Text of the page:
The American Cancer Society Cancer Action Network is celebrating the 50th anniversary of President Richard Nixon’s signing of the National Cancer Act into law. The law, which took effect December 23, 1971, transformed the nation’s approach to preventing, detecting, and treating the disease.
Legislation to Increase Diversity in Clinical Trials and Reduce Health Disparities Expected to Pass in House
Washington, D.C.—The U.S. House of Representatives is expected to pass legislation today aimed at improving access to clinical trials for communities of color and decreasing health disparities.
The Henrietta Lacks Enhancing Cancer Research Act works to increase access and remove barriers to participation in federally sponsored cancer clinical trials among communities that are traditionally underrepresented in trials. The bill is named after a Black woman who died from cervical cancer and whose cells cultivated during her treatment have been used to develop some of modern medicine’s most important breakthroughs, including the development of the polio vaccine and treatments for cancer, HIV/AIDS and Parkinson’s disease.
“While cancer impacts everyone, it does not affect everyone equally,” said Lisa Lacasse, president of the American Cancer Society Cancer Action Network (ACS CAN). “The Henrietta Lacks Enhancing Cancer Research Act is critical to changing this reality, improving cancer outcomes and reducing health disparities in this country.”
ACS CAN is pleased to see that the bill is expected pass the U.S. House of Representatives with strong bipartisan support. This legislation would direct the federal government to study policies that impact diverse participation in federally sponsored cancer clinical trials nationwide and recommend potential policy changes that would reduce barriers and make it easier for patients from diverse backgrounds to enroll in clinical trials.
“This year marks Henrietta Lacks’ 100th birthday, and we are proud of all the good that she has done for the world,” said Lawrence Lacks, Sr., Henrietta Lacks’ eldest son. “While Henrietta Lacks’ HeLa cells were taken without her knowledge or consent, her contribution has had a significant and wide-reaching scientific impact. This legislation honors and builds on my mother’s legacy by helping to ensure communities of color have more equitable access to advances in cancer treatment.”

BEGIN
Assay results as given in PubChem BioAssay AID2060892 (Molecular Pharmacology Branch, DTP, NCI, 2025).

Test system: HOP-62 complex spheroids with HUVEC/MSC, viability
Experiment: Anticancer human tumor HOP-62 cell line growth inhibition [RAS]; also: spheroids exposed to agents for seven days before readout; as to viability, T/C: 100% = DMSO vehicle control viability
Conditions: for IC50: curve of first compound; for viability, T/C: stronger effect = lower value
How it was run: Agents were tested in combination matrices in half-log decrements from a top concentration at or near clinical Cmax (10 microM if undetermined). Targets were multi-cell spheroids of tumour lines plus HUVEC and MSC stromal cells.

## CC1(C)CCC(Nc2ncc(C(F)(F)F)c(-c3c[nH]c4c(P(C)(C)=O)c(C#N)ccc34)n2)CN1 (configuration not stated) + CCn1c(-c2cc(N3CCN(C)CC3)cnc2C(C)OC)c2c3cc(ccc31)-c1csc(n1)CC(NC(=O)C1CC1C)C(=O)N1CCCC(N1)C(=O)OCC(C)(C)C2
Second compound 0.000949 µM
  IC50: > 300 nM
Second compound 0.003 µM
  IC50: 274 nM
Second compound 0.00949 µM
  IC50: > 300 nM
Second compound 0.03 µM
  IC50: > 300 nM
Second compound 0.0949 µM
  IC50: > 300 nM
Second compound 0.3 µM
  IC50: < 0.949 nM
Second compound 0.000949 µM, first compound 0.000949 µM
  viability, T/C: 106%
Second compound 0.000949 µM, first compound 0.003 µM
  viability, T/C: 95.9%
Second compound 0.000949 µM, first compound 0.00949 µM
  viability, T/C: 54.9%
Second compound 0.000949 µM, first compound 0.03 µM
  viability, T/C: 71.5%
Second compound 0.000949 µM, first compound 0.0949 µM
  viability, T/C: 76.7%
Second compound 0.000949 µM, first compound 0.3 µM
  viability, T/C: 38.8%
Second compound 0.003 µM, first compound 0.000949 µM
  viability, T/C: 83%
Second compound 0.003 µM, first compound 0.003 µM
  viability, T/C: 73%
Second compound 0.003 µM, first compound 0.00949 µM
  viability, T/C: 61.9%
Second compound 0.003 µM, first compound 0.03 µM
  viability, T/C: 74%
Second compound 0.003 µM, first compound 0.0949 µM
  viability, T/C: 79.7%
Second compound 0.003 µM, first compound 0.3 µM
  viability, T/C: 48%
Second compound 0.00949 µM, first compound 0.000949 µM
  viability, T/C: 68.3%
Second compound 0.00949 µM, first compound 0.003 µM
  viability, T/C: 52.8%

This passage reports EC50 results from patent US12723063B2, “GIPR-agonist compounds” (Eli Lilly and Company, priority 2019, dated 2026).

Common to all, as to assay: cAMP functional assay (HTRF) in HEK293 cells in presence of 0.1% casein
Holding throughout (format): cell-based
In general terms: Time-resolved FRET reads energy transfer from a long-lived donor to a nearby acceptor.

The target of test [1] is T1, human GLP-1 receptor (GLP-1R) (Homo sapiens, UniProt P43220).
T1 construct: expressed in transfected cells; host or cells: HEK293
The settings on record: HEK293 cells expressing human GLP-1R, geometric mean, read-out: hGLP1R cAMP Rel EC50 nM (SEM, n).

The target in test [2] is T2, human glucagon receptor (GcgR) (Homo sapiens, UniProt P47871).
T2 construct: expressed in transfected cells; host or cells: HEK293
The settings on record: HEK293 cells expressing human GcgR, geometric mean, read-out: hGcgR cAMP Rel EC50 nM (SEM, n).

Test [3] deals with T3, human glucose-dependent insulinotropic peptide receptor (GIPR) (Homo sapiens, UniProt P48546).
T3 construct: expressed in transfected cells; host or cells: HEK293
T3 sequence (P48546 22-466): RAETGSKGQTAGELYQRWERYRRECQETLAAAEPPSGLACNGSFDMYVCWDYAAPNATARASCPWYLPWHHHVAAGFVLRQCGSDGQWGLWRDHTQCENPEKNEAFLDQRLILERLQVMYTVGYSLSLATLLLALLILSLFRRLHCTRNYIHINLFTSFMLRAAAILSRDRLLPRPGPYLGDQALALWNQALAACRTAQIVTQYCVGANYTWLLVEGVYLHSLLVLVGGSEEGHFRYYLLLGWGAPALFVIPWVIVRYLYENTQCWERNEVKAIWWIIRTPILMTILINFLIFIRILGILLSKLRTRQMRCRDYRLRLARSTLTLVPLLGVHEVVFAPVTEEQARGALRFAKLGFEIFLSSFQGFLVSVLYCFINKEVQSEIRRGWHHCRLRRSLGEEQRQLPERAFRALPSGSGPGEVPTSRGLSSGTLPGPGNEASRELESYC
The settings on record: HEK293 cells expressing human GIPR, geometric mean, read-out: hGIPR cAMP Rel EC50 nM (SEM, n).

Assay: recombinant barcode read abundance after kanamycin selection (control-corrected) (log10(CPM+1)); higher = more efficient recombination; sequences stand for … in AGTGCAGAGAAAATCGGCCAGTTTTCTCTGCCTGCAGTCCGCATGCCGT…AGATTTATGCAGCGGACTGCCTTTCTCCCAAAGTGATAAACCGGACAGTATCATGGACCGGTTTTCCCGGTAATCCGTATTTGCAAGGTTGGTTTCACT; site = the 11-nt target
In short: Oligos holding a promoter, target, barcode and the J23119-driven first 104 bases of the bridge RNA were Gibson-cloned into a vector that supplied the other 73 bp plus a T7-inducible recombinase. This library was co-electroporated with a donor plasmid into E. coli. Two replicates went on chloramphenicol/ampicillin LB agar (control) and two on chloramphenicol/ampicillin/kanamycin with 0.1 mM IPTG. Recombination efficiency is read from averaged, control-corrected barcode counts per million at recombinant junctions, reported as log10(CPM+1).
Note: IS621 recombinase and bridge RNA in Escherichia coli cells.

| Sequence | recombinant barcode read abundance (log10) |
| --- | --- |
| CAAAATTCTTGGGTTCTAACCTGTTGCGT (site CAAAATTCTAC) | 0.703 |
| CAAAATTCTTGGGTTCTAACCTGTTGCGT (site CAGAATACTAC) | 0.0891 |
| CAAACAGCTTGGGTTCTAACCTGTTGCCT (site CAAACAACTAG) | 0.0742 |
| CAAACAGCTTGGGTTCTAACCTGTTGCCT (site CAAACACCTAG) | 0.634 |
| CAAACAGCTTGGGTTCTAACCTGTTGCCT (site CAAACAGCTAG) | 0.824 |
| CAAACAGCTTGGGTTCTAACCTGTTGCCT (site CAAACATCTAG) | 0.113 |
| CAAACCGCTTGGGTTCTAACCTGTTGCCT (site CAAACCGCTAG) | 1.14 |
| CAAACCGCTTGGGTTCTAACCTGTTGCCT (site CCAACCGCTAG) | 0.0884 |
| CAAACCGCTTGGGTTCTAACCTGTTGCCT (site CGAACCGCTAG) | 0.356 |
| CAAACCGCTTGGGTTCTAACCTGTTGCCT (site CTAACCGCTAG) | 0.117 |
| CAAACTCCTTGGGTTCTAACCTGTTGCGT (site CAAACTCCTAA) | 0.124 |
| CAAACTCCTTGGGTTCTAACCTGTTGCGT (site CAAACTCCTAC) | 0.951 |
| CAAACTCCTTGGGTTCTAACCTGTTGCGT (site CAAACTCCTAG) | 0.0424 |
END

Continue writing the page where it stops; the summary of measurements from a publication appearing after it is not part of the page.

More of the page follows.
Communities of color and other medically underserved groups continue to have higher cancer rates and are less likely to be diagnosed early or receive optimal treatment compared to other groups. Yet communities of color, older Americans, rural Americans and poorer Americans remain under-represented in cancer clinical trials. In addition, there is a 4-fold disparity in the proportion of Blacks diagnosed with cancer in the U.S. as compared to the proportion participating in clinical trials submitted to FDA for drug approval.
“The current statistics are unacceptable. Clinical trials represent the best opportunity for all patients to receive the most cutting-edge cancer treatments and need to be easy for patients to access, regardless of race, ethnicity, socioeconomic status, geographic location or age,” Lacasse said. “We cannot achieve our mission of a world with less cancer until we reduce the burden of this disease across all communities. Now is the time for meaningful action. ACS CAN urges the Senate to take up and pass this bi-partisan legislation this Congress.”